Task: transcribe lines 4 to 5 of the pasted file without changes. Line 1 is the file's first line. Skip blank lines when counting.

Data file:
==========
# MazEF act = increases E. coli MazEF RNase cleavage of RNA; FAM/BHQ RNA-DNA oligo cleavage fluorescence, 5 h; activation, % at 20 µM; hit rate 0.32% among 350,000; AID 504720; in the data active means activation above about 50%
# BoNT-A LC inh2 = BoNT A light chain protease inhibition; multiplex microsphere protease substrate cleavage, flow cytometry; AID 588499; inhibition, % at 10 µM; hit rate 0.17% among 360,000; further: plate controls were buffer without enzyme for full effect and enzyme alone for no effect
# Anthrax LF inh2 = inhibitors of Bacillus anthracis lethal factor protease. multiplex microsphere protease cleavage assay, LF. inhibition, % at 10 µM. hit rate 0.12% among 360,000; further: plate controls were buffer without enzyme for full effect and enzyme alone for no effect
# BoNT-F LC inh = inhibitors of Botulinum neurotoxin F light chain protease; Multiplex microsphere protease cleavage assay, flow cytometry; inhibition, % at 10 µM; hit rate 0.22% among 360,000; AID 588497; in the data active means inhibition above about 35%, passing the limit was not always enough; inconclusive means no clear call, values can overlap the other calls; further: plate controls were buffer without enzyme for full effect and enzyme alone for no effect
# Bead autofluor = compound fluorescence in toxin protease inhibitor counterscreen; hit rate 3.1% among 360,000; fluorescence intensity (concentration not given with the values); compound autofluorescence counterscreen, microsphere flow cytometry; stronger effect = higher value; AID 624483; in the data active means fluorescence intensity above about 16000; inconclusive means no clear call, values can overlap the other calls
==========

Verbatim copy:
# BoNT-F LC inh = inhibitors of Botulinum neurotoxin F light chain protease; Multiplex microsphere protease cleavage assay, flow cytometry; inhibition, % at 10 µM; hit rate 0.22% among 360,000; AID 588497; in the data active means inhibition above about 35%, passing the limit was not always enough; inconclusive means no clear call, values can overlap the other calls; further: plate controls were buffer without enzyme for full effect and enzyme alone for no effect
# Bead autofluor = compound fluorescence in toxin protease inhibitor counterscreen; hit rate 3.1% among 360,000; fluorescence intensity (concentration not given with the values); compound autofluorescence counterscreen, microsphere flow cytometry; stronger effect = higher value; AID 624483; in the data active means fluorescence intensity above about 16000; inconclusive means no clear call, values can overlap the other calls